With exhaustion painted on his face the Italian nurse looks into the camera and shrugs.
It has taught me to remember again.
The little things I took for granted… to live, to breathe, to go for a walk, to hug someone.
Out of the firing line the world goes on.
We wake with the alarm, a wood pigeon outside the window belting out its morning aria. Almost three weeks away from London now. An hour and a half in the car was a two week delay on the spread of the disease but a world away from its clutches.
Here Covid-19 isn’t on the other side of the front door, or in the silence of empty roads and shuttered shopfronts. It isn’t written on the faces of strangers. I hear birds around me and sirens on the news and don’t know what to think.
How are we meant to feel. Do we carry this new world with us all the time, fill our heads with the most recent numbers, with flattening curves, malign government U-turns as we sing to the health service, mourn the dead, deride fiscal stimuli, taking each day as it comes to step out into it blindly, thinking about only as much as we can to stay sane.
For how long.
Nous sommes en guerre, Macron told his people two weeks ago.
Monday 30th March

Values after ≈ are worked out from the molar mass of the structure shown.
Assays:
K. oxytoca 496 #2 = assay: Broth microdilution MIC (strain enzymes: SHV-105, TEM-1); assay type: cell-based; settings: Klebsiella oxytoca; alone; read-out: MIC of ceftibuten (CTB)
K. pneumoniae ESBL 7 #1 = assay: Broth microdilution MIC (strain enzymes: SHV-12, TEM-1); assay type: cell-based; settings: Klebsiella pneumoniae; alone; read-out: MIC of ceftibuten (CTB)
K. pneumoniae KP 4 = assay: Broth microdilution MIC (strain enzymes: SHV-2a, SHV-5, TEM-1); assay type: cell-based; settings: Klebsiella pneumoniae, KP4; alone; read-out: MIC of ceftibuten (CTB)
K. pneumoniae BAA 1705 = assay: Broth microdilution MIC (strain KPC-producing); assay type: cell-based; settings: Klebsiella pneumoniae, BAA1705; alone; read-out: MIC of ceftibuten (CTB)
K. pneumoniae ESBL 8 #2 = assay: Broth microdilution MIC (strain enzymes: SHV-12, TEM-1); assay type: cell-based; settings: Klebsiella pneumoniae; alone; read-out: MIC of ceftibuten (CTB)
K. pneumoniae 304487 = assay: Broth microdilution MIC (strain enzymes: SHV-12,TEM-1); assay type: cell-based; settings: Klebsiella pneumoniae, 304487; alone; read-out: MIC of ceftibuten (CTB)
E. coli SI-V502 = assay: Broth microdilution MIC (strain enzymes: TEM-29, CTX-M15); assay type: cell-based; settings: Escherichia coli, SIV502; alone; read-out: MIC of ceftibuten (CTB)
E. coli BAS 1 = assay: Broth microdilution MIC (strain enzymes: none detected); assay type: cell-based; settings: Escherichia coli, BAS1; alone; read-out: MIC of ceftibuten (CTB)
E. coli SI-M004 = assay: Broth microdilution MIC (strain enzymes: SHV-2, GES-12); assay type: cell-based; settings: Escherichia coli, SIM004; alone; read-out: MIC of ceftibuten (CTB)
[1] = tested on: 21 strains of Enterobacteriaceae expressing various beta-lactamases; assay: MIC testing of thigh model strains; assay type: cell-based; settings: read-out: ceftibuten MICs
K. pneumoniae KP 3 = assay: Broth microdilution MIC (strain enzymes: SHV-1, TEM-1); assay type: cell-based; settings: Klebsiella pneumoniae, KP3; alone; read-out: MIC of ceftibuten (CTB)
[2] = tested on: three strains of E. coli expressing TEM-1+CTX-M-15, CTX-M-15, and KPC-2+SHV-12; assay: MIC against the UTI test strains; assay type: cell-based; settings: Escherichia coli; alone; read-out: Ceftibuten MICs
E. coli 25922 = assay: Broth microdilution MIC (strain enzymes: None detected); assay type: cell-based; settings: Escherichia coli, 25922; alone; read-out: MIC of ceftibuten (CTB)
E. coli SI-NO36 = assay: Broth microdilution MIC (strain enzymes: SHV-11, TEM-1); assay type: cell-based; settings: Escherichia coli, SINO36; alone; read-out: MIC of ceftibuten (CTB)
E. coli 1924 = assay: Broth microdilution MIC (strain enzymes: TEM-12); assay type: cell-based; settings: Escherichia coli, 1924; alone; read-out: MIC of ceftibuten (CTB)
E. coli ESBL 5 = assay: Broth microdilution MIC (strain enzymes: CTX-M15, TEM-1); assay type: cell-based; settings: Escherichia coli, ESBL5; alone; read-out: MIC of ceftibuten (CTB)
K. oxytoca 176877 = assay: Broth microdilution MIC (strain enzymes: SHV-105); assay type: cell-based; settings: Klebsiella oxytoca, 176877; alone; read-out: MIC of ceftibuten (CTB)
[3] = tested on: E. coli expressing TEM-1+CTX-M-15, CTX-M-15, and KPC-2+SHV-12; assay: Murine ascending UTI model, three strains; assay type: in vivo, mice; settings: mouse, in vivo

Matilda picks primroses to make Victoria a birthday garland and a little one for Mary. From a distance of two metres we cut chocolate cake and raise our glasses and sing to Victoria. The weather turns. Lionel Richie filters through the drizzle.
The NHS pause volunteer subscriptions to process the mass of signups while the government makes plans to harness the tide of goodwill. For four days I am melancholy without knowing it. In the afternoons I only feel like sleeping.
Wednesday 1st April
The previous night I lie awake for an hour, sat on the side of my bed in the dark. The same as the night before. For the second time I have woken myself up coughing and am convinced I am infected. Turns out I’m far more afraid of death than I thought. I do some more thinking and come round to death, what I fear more is living each hour afraid.
During the siege of Leningrad Shostakovich wrote a symphony that became a symbol of hope for the war while in the streets people were so hungry they boiled their boots for food. 642 marks the biggest daily rise in deaths, I gaze out of the window and wonder what good words can do.
A cut appears on my knuckle from all the scrubbing and gets deep enough to use as a crosshair. I line up my hand with a distant object the other side of it and squint til it appears in the V. My cough has evaporated and I think less of myself for my midnight quandary.
We would begin to love life now.
Wrote Proust of an imaginary end of the world looming. Life would seem all of a sudden wonderful to us, he said, and we would begin to live. How many projects, travels, love affairs, studies our life hides from us, made invisible by our laziness which certain of a future delays them incessantly.
A plane threads a line of silk between two clouds. Across the country a huge operation tries to house the homeless. What if it is Jesus, says Matilda half-smiling. The governor of Kansas declares his state safe due to its low number of Chinese residents. At 8pm we clap and hoot and the noises sound around the village and the birds flip out.